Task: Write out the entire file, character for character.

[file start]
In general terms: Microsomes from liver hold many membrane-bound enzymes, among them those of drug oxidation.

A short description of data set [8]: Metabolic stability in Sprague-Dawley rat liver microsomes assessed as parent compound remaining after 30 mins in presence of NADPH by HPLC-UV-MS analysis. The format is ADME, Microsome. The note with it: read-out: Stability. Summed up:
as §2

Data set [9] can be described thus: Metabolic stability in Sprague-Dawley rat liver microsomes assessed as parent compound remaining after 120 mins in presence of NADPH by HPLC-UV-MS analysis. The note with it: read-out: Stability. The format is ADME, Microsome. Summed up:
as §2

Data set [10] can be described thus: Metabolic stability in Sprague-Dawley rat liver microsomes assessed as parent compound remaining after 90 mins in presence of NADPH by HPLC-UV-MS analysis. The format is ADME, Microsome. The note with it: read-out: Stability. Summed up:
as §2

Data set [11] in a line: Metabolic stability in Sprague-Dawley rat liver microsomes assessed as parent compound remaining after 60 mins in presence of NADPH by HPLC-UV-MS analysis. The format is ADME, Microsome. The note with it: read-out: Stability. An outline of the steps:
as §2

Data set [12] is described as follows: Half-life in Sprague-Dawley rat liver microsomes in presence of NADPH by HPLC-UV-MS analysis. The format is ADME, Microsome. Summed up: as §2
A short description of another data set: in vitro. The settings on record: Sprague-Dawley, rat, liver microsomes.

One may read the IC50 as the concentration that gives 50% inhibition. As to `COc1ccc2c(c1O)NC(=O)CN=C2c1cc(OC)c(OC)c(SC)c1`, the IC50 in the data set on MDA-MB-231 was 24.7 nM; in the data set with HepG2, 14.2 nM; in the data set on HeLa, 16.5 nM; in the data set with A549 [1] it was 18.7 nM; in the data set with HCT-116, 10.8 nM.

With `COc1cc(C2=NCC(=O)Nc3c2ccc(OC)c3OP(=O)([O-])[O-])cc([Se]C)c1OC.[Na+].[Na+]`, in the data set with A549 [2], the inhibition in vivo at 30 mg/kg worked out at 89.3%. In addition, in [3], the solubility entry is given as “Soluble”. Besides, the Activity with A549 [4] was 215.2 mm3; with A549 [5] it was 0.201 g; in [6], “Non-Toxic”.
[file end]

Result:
In general terms: Microsomes from liver hold many membrane-bound enzymes, among them those of drug oxidation.

A short description of data set [8]: Metabolic stability in Sprague-Dawley rat liver microsomes assessed as parent compound remaining after 30 mins in presence of NADPH by HPLC-UV-MS analysis. The format is ADME, Microsome. The note with it: read-out: Stability. Summed up:
as §2

Data set [9] can be described thus: Metabolic stability in Sprague-Dawley rat liver microsomes assessed as parent compound remaining after 120 mins in presence of NADPH by HPLC-UV-MS analysis. The note with it: read-out: Stability. The format is ADME, Microsome. Summed up:
as §2

Data set [10] can be described thus: Metabolic stability in Sprague-Dawley rat liver microsomes assessed as parent compound remaining after 90 mins in presence of NADPH by HPLC-UV-MS analysis. The format is ADME, Microsome. The note with it: read-out: Stability. Summed up:
as §2

Data set [11] in a line: Metabolic stability in Sprague-Dawley rat liver microsomes assessed as parent compound remaining after 60 mins in presence of NADPH by HPLC-UV-MS analysis. The format is ADME, Microsome. The note with it: read-out: Stability. An outline of the steps:
as §2

Data set [12] is described as follows: Half-life in Sprague-Dawley rat liver microsomes in presence of NADPH by HPLC-UV-MS analysis. The format is ADME, Microsome. Summed up: as §2
A short description of another data set: in vitro. The settings on record: Sprague-Dawley, rat, liver microsomes.

One may read the IC50 as the concentration that gives 50% inhibition. As to `COc1ccc2c(c1O)NC(=O)CN=C2c1cc(OC)c(OC)c(SC)c1`, the IC50 in the data set on MDA-MB-231 was 24.7 nM; in the data set with HepG2, 14.2 nM; in the data set on HeLa, 16.5 nM; in the data set with A549 [1] it was 18.7 nM; in the data set with HCT-116, 10.8 nM.

With `COc1cc(C2=NCC(=O)Nc3c2ccc(OC)c3OP(=O)([O-])[O-])cc([Se]C)c1OC.[Na+].[Na+]`, in the data set with A549 [2], the inhibition in vivo at 30 mg/kg worked out at 89.3%. In addition, in [3], the solubility entry is given as “Soluble”. Besides, the Activity with A549 [4] was 215.2 mm3; with A549 [5] it was 0.201 g; in [6], “Non-Toxic”.